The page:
- is most often found in children between 1-10 years of age.
- it may affect teens and adults in some circumstances.
- is found all over the world and affects both men and women equally.
- affects all races.
for some more science!
The first record of molluscum contagiosum spots goes back to 1817.
There are sufferers of molluscum throughout the world, particularly in tropical climates. Like all viruses,the molluscum contagiosum virus thrives in warm, humid places.
It is prevalent in areas of the world where there is poverty, overcrowding and poor hygiene.
All races and genders are affected equally.
Children and adults with immune disorders are also more prone to getting infected.
In a very young child where their immune systems are not fully developed, a molluscum infection may persist for longer.
The presence of atopic dermatitis ( the most common form of eczema) is believed to increase risk of contracting molluscum contagiosum perhaps because the skin already lacks certain immune factors, the skin is already thinned or because there is already a tendency to scratch at the skin when it is itchy, leaving the skin broken or more vulnerable to the virus.
Molluscum Contagiosum in Children
Molluscum Contagiosum is most common in children between the ages of one and ten.
It is estimated that approximately 5% of children in the US, a staggering 2 million children are diagnosed with molluscum contagiosum each year.
Molluscum contagiosum in children is much more common than it is in adults.
There may be a number of reasons for this.
Children’s immune systems are less well developed than adults’ immune systems.
Children are usually in much more direct contact with each other.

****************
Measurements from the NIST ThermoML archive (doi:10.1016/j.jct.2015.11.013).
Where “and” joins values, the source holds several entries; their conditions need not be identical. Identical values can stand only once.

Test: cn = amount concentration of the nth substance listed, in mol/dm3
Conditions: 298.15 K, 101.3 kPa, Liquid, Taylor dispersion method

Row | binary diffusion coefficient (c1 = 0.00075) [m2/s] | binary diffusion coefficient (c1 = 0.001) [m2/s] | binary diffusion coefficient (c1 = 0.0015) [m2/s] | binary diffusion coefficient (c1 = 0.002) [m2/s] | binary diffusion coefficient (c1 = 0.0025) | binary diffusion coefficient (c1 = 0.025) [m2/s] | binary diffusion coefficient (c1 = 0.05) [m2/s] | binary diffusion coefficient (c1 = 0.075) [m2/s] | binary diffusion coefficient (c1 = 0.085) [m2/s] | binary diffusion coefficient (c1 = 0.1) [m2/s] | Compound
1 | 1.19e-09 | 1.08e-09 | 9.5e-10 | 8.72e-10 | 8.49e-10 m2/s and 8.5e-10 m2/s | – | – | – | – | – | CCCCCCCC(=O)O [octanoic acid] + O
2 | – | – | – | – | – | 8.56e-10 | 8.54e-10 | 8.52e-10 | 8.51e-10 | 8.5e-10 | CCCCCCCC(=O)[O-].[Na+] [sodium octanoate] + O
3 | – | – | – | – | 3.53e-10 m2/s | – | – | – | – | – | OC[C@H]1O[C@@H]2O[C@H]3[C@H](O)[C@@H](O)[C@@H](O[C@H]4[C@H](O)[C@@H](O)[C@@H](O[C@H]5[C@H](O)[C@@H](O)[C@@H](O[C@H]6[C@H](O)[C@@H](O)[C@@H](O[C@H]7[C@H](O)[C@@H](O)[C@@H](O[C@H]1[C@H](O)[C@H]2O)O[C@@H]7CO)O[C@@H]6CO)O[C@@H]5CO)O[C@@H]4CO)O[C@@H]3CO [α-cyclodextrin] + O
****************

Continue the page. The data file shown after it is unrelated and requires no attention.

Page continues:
They may simply be too young to understand the contagious nature of the virus and take steps to either minimise contact with affected youngsters or, if they are the one affected, to not have contact with other children unless their bumps are covered up.
It is interesting that most parents do not seem to catch the virus from their children, so perhaps, they already have some level of immunity against the virus.
Remember…molluscum contagiosum usually affects children between the ages of 1-10 and there have only been one or two recorded cases of the infection affecting infants.
This should go a long way to reassuring any pregnant mothers who may have molluscum contagiosum and are worried about passing it on to their baby.
It is highly unlikely that your infection would be transmitted to your infant.
Molluscum Contagiosum in Adults
There is a continuing increase in the numbers of people contracting molluscum contagiosum as a sexually transmitted disease in line with the rise in the numbers of STDs in general.
Molluscum may also affect those people with a weak or weakened auto-immune system including people with AIDS or HIV, those receiving chemotherapy or taking medications following organ transplantation.
More Reading : Molluscum Contagiosum : Is It Contagious?